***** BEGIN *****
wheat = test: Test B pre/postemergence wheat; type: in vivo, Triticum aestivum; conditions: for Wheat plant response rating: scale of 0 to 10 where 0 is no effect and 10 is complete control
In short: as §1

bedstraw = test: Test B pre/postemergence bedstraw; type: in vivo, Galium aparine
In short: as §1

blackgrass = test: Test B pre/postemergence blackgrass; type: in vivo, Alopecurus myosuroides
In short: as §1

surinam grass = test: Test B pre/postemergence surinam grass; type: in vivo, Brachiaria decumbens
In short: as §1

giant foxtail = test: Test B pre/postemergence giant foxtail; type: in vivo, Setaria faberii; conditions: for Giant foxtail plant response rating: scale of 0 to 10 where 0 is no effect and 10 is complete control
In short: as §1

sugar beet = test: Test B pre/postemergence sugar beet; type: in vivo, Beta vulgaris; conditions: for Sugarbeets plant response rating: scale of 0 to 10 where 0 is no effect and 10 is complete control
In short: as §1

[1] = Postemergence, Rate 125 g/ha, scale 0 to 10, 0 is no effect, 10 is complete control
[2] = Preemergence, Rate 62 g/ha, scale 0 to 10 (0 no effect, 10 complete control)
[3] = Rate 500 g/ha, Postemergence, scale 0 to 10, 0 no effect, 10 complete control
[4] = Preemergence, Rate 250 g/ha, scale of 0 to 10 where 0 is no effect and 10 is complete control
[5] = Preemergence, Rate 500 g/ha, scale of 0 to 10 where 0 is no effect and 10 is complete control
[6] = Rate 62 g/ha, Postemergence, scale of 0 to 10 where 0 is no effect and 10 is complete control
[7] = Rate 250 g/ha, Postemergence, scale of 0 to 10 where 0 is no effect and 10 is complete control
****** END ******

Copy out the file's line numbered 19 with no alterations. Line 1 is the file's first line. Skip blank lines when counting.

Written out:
[7] = Rate 250 g/ha, Postemergence, scale of 0 to 10 where 0 is no effect and 10 is complete control